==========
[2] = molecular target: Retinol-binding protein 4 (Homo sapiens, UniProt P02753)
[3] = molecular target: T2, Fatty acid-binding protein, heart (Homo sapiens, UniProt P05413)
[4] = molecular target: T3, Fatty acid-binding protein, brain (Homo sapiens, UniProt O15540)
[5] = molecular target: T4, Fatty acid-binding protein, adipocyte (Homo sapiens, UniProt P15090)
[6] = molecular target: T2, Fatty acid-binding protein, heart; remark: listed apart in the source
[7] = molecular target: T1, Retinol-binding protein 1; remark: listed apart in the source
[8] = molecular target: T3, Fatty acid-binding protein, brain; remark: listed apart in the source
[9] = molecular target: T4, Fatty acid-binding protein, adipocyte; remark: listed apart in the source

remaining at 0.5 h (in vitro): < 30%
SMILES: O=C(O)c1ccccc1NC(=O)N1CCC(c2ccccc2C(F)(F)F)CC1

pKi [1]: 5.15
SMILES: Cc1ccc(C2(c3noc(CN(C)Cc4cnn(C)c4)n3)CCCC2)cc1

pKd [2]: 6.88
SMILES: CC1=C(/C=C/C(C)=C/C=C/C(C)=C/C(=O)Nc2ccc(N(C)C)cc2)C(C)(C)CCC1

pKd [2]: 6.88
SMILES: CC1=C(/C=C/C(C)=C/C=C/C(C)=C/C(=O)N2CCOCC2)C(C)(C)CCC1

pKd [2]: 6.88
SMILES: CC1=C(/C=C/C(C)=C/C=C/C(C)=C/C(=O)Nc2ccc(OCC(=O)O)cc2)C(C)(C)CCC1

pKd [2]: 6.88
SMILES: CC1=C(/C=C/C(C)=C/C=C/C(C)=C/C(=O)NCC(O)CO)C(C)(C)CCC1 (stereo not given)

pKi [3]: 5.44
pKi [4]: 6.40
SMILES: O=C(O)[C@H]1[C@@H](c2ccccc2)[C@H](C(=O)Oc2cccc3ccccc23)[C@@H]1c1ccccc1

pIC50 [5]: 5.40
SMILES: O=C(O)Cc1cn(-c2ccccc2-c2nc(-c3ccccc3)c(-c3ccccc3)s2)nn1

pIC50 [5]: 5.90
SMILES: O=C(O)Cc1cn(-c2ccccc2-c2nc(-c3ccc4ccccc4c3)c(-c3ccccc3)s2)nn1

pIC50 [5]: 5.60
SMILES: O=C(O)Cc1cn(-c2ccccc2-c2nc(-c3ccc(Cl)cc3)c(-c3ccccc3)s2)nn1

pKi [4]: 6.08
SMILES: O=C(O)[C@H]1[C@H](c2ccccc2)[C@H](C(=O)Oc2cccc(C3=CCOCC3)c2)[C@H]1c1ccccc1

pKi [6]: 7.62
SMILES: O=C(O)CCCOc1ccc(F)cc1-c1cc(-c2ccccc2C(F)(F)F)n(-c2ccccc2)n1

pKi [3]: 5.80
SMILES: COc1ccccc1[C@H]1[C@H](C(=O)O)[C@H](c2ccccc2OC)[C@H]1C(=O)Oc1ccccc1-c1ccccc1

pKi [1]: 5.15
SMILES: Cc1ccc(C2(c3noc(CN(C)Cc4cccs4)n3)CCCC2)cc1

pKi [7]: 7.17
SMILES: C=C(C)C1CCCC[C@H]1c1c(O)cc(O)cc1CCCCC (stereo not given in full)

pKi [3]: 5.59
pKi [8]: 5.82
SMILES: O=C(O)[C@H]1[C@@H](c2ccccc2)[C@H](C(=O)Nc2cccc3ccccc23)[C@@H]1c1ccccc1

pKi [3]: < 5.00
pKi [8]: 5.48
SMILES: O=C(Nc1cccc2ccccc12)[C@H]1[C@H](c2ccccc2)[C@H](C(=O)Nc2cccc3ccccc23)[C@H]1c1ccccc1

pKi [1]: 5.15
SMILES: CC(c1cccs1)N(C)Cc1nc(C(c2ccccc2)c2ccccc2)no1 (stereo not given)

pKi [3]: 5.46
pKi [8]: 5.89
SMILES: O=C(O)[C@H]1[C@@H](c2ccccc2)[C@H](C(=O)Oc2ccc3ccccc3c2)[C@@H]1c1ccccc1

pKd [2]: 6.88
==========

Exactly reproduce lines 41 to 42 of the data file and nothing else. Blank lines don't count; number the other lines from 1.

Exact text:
pKi [8]: 5.82
SMILES: O=C(O)[C@H]1[C@@H](c2ccccc2)[C@H](C(=O)Nc2cccc3ccccc23)[C@@H]1c1ccccc1